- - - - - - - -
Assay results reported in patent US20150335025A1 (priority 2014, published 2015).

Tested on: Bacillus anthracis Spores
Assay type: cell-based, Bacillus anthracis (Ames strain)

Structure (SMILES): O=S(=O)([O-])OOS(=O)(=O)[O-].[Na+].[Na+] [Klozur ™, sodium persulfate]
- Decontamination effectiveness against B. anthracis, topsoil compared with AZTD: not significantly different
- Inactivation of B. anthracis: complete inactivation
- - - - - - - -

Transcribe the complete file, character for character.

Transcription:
Assay results reported in patent US20150335025A1 (priority 2014, published 2015).

Tested on: Bacillus anthracis Spores
Assay type: cell-based, Bacillus anthracis (Ames strain)

Structure (SMILES): O=S(=O)([O-])OOS(=O)(=O)[O-].[Na+].[Na+] [Klozur ™, sodium persulfate]
- Decontamination effectiveness against B. anthracis, topsoil compared with AZTD: not significantly different
- Inactivation of B. anthracis: complete inactivation